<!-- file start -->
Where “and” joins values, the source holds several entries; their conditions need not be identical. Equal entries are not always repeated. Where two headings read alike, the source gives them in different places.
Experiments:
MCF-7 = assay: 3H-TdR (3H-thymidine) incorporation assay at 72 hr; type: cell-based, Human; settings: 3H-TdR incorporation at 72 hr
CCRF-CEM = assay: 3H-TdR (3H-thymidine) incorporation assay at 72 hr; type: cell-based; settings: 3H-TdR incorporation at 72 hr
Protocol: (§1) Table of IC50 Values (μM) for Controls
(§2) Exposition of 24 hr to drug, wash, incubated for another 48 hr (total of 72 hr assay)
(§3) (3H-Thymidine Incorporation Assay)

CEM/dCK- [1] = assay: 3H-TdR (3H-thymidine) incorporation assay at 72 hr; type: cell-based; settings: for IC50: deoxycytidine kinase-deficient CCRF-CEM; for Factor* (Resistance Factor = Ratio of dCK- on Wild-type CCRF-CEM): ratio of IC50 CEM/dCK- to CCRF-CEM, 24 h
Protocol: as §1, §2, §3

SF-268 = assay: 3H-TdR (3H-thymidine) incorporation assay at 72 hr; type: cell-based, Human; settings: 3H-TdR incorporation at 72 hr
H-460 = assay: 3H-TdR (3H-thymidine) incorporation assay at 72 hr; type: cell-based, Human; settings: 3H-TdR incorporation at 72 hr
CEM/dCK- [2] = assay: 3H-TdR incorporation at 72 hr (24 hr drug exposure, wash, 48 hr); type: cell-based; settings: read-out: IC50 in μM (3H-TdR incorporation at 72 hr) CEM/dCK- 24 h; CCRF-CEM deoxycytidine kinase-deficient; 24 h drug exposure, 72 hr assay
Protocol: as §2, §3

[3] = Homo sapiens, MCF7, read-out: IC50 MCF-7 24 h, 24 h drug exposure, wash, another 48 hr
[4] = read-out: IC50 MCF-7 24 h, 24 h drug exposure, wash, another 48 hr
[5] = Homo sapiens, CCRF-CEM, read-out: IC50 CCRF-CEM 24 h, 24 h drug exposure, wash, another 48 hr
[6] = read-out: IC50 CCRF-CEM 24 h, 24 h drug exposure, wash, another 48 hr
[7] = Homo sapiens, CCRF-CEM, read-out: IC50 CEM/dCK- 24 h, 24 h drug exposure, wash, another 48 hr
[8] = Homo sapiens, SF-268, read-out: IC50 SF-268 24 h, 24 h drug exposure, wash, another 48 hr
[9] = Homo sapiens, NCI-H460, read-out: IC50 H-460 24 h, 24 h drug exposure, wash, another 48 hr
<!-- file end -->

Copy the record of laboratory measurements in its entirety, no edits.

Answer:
Where “and” joins values, the source holds several entries; their conditions need not be identical. Equal entries are not always repeated. Where two headings read alike, the source gives them in different places.
Experiments:
MCF-7 = assay: 3H-TdR (3H-thymidine) incorporation assay at 72 hr; type: cell-based, Human; settings: 3H-TdR incorporation at 72 hr
CCRF-CEM = assay: 3H-TdR (3H-thymidine) incorporation assay at 72 hr; type: cell-based; settings: 3H-TdR incorporation at 72 hr
Protocol: (§1) Table of IC50 Values (μM) for Controls
(§2) Exposition of 24 hr to drug, wash, incubated for another 48 hr (total of 72 hr assay)
(§3) (3H-Thymidine Incorporation Assay)

CEM/dCK- [1] = assay: 3H-TdR (3H-thymidine) incorporation assay at 72 hr; type: cell-based; settings: for IC50: deoxycytidine kinase-deficient CCRF-CEM; for Factor* (Resistance Factor = Ratio of dCK- on Wild-type CCRF-CEM): ratio of IC50 CEM/dCK- to CCRF-CEM, 24 h
Protocol: as §1, §2, §3

SF-268 = assay: 3H-TdR (3H-thymidine) incorporation assay at 72 hr; type: cell-based, Human; settings: 3H-TdR incorporation at 72 hr
H-460 = assay: 3H-TdR (3H-thymidine) incorporation assay at 72 hr; type: cell-based, Human; settings: 3H-TdR incorporation at 72 hr
CEM/dCK- [2] = assay: 3H-TdR incorporation at 72 hr (24 hr drug exposure, wash, 48 hr); type: cell-based; settings: read-out: IC50 in μM (3H-TdR incorporation at 72 hr) CEM/dCK- 24 h; CCRF-CEM deoxycytidine kinase-deficient; 24 h drug exposure, 72 hr assay
Protocol: as §2, §3

[3] = Homo sapiens, MCF7, read-out: IC50 MCF-7 24 h, 24 h drug exposure, wash, another 48 hr
[4] = read-out: IC50 MCF-7 24 h, 24 h drug exposure, wash, another 48 hr
[5] = Homo sapiens, CCRF-CEM, read-out: IC50 CCRF-CEM 24 h, 24 h drug exposure, wash, another 48 hr
[6] = read-out: IC50 CCRF-CEM 24 h, 24 h drug exposure, wash, another 48 hr
[7] = Homo sapiens, CCRF-CEM, read-out: IC50 CEM/dCK- 24 h, 24 h drug exposure, wash, another 48 hr
[8] = Homo sapiens, SF-268, read-out: IC50 SF-268 24 h, 24 h drug exposure, wash, another 48 hr
[9] = Homo sapiens, NCI-H460, read-out: IC50 H-460 24 h, 24 h drug exposure, wash, another 48 hr